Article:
Monday, August 22, 2011

Daniel Lieberman In The New York Times

Fascinating stuff:

"...Q. Are there any practical benefits to your research?

A. There are. A majority of the undergraduates who register for my evolutionary anatomy and physiology class here at Harvard are pre-medical students. Learning this will help them become better doctors. Many of the conditions they’ll be treating are rooted in the mismatch between the world we live in today and the Paleolithic bodies we’ve inherited.

For example, impacted wisdom teeth and malocclusions are very recent problems. They arise because we now process our food so much that we chew with little force. These interactions affect how our faces grow, which causes previously unknown dental problems. Hunter-gatherers — who live in ways similar to our ancestors — don’t have impacted wisdom teeth or cavities. There are many other conditions rooted in the mismatch — fallen arches, osteoporosis, cancer, myopia, diabetes and back trouble. So understanding evolutionary biology will definitely help my students when they become orthopedists, orthodontists and craniofacial surgeons....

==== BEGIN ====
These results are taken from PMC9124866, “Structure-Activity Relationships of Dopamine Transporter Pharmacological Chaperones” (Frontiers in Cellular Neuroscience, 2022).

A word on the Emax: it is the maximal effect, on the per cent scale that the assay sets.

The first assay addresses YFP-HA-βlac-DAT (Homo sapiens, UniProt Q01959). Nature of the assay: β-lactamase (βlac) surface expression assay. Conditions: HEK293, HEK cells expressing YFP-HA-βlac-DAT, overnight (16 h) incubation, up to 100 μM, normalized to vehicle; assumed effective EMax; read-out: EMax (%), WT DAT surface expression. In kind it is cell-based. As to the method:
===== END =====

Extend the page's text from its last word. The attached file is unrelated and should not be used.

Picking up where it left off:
...Q. In your lab, you study the phenomenon of barefoot running. How did that become part of your portfolio?

"...A. About a year after the Nature paper came out, I gave a public lecture where this bearded guy, with only socks and duct tape on his feet, came up to me and said, “I don’t like to wear shoes when I run — how come?” He’d become a barefoot runner because his feet hurt in shoes. The man was “Barefoot Jeffrey,” a Harvard grad who owned a bicycle shop in Jamaica Plains. What a great question!

"Obviously, people had run barefoot for millions of years before shoes, socks, Nikes. I’d sometimes wondered if some of the sports injuries that runners get are related to an issue connected to how people run in shoes — the heel strike, it’s called. When most of us run, we land hard on our heels, and that causes a shockwave and it travels up your leg and eventually hits your head, which jiggles really fast. Those of us who wear shoes think that’s normal, to land with a big jolt.

"So I asked Barefoot Jeffrey to come to the lab and show me how he ran. He ran in this beautiful way that was completely collision-free. Light as a feather. When he hit the ground, he didn’t land on his heel. Instead, he landed on the ball of his foot, and there was no shock wave that hit his head. That led us to producing another paper in Nature where we actually studied barefoot runners like Jeffrey.

"We also went to Africa and went to people who’d never worn shoes. What we discovered was that people who run barefoot tend to run differently than people who wear modern shoes; they run in a much lighter and gentler way because it would hurt to run the way people do in shoes..."

Read the whole thing.